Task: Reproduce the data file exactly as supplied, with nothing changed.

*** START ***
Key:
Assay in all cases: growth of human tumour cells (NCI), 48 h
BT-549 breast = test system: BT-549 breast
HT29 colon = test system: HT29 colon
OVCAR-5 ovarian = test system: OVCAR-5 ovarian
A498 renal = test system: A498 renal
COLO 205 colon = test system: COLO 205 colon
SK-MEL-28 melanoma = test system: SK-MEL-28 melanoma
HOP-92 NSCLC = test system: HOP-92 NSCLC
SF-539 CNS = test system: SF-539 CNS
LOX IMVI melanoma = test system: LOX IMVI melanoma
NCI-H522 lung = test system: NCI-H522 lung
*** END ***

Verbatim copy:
Key:
Assay in all cases: growth of human tumour cells (NCI), 48 h
BT-549 breast = test system: BT-549 breast
HT29 colon = test system: HT29 colon
OVCAR-5 ovarian = test system: OVCAR-5 ovarian
A498 renal = test system: A498 renal
COLO 205 colon = test system: COLO 205 colon
SK-MEL-28 melanoma = test system: SK-MEL-28 melanoma
HOP-92 NSCLC = test system: HOP-92 NSCLC
SF-539 CNS = test system: SF-539 CNS
LOX IMVI melanoma = test system: LOX IMVI melanoma
NCI-H522 lung = test system: NCI-H522 lung